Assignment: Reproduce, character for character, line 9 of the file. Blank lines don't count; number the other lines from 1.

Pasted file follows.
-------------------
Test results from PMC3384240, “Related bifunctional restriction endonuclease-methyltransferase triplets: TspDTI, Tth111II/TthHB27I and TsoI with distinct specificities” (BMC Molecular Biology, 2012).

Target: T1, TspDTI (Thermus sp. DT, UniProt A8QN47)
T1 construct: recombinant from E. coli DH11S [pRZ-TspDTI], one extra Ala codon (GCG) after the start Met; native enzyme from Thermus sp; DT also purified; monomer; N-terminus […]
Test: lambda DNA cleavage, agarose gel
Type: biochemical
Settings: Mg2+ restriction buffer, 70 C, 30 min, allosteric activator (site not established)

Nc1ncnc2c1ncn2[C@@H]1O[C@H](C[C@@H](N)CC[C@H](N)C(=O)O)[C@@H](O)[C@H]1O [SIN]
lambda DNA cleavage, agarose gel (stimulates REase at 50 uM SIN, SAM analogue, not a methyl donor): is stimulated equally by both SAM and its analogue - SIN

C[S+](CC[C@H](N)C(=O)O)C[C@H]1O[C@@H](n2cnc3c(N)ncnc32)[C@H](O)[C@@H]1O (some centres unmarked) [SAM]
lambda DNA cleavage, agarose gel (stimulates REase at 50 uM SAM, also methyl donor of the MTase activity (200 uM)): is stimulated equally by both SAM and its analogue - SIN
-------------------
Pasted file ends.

C[S+](CC[C@H](N)C(=O)O)C[C@H]1O[C@@H](n2cnc3c(N)ncnc32)[C@H](O)[C@@H]1O (some centres unmarked) [SAM]